The secret of life is that the truth remains true everywhere. Take physics, for example: gravity is both the tiny force that keeps me comfortable in a chair, that anchors some people (but seemingly less so others) to the ground. But so too is gravity the monstrous force that pushes tides from our oceans, that anchors the moon to our Earth. The truth is true no matter how close you zoom in, how far you zoom out.
Pascal Siakam has been one of the best players in the NBA for almost two months. That’s true, no matter how close you zoom in, how far you zoom out. The consistency of his conquest has meant that Raptors Republic has spilled mountains of digital ink on the topic. Over and over and over and over we’ve described his repetitive genius in repetitive columns, back and forth, tides, pulled by the gravity of Siakam’s achievements.
So what’s left to say about Siakam? He didn’t do anything new, per say, against the Denver Nuggets. His jumpers, isolations, crossovers, spins, passes: like atoms, they’re the building blocks of his superstardom, the tools of his trade. He ate space in the post and stepped back into a rain of midrange beauties on the head of Aaron Gordon, annihilated Jeff Green with a crossover in transition, eurostepped around Nikola Jokic as if gravity itself held Jokic fast. He threw in three triples and hit shot-clock beating stepback jumpers to cool Denver’s momentum in the fourth. He made two perfect plays on Toronto’s last two possessions — create an opening and then hit the open man. The loss wasn’t on him.
His highlights were spectacular, but they weren’t new, not for him. The special has become mundane.
His highlights against Denver were merely same-old products from the same-old tools he’s sharpened to near perfection. No different against Denver, as he simply battled head-to-head against the reigning MVP, who’s even better this season, who put on his best performance against the Raptors. Because why not? Jokic would have been reduced to the status of plot device had he not wrested protagonism from the game with his win-saving block on OG Anunoby at the buzzer. It’s hard to know whose story this game folded into, Siakam’s or Jokic’s, but the very fact of their co-existence in that tenuous and terrible space of narrative, Siakam and the MVP, reveals the extent of the Cameroonian’s rise.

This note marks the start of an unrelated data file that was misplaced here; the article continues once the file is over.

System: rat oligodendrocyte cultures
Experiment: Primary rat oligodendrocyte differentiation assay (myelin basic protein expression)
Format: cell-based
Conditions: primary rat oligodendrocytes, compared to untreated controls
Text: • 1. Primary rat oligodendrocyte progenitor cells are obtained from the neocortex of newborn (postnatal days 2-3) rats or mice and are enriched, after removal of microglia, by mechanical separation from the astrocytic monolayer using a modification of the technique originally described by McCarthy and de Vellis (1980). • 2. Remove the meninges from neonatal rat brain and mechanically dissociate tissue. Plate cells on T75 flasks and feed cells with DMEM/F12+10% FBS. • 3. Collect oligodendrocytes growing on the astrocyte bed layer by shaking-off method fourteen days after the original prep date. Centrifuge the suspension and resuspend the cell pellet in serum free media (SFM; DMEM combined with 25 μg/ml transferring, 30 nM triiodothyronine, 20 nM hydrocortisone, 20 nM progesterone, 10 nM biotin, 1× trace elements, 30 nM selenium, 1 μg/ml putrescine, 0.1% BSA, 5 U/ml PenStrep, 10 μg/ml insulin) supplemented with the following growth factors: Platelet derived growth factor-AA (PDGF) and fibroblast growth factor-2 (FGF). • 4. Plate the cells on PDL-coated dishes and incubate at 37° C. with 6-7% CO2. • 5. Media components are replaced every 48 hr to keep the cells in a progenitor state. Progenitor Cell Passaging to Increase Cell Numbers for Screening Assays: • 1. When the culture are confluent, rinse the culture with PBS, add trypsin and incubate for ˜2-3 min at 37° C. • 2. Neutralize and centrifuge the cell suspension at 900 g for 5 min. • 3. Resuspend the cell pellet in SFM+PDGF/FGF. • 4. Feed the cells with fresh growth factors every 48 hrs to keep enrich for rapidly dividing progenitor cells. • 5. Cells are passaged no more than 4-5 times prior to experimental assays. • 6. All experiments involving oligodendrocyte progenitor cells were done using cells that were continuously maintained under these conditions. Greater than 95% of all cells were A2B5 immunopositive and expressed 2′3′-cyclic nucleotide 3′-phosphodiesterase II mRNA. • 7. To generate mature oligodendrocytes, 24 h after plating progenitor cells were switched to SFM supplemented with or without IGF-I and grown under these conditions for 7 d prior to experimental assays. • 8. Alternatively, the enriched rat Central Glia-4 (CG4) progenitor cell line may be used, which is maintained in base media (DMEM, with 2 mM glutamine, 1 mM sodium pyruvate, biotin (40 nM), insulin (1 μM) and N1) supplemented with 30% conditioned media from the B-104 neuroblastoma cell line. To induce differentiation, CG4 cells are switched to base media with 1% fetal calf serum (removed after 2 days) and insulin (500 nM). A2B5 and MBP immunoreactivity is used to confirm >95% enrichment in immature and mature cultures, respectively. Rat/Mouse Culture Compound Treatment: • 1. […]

Gravity is perhaps Siakam’s greatest power — or at least the greatest effect created by his powers. He draws more than defense, criticism, too, fans and haters and a whirlwind of firmly held beliefs about his game. It sticks to him, clearly hard for him to shake off. His downs, in the past, have spiraled. But against Denver, the defense fixated on him like Twitter reactionaries, yet he shed Aaron Gordon and his horde of helpers with relative ease. And as the moon is fixed, spinning in place around the Earth, so too does Toronto’s offense revolve around Siakam’s own revolutions. In transition he draws all the eyes and bodies that defenders have to spare, and then more, and only then does Siakam pitch back to Fred VanVleet for moonball triples. They even worked that play into the half-court against Denver. With the game in its dying throes, Siakam handled the ball on two consecutive possessions with VanVleet racing to screen for him, racing away for the jumper. Both times the defense prioritized Siakam over VanVleet — perhaps the best shooter in the NBA this year. And VanVleet made one and missed one. That’s life.
This can be how players improve: incremental until it’s not, lapping tide until tsunamic burst. That’s how Norm jumped up in 2019-20; he went on a hot streak that still hasn’t ended. Maybe Gary Trent jr. is going through the same process. But Siakam surely seems to be, as well. At what point does this simply become who Siakam is? Is this a long hot streak or is this simply the revelation of a truth, true no matter the opponent or the stadium, the defender or the defensive strategies?
“Freddie and Pascal are continuing to play better and inching their way into conversations of instead of just being nice little players,” said Nick Nurse, “they’re star players.”
Breathe with me, like the tides: in, out, in, out. Zoom in. Siakam’s jumper has never been better. His handle has never been tighter. His passing has never been crisper. Zoom out. Points: 25, 33, 24, 27, 30, and now 35. Every game has been a gem, six perfect pitches in a row. Zoom in: “I feel like I can get to the rim anytime I want to,” said Siakam after the game. It sure looks that way. Zoom out: The last time he finished a game with fewer than four assists was the middle of January.
This is what stardom looks like. It’s not bright flashes, eruptions, moments of brilliance surrounded by moments of emptiness. A truth: We are not defined by our best days. Stardom is the sameness of performance, meeting expectations again and again as the moon spins and the tides turn, day in and day out. Stardom is boring. And that’s what Siakam has become. We’re out of words to write about him because he’s done this before, in this way, over and again. Drop your priors and examine him, his game, these past months, the minutiae and totality both. Look full circle. Do a spin, just like him. He’s a star. Pascal Siakam has made that true.